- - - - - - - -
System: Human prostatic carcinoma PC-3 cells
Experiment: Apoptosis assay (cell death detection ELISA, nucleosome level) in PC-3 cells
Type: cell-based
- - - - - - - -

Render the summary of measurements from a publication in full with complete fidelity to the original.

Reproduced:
System: Human prostatic carcinoma PC-3 cells
Experiment: Apoptosis assay (cell death detection ELISA, nucleosome level) in PC-3 cells
Type: cell-based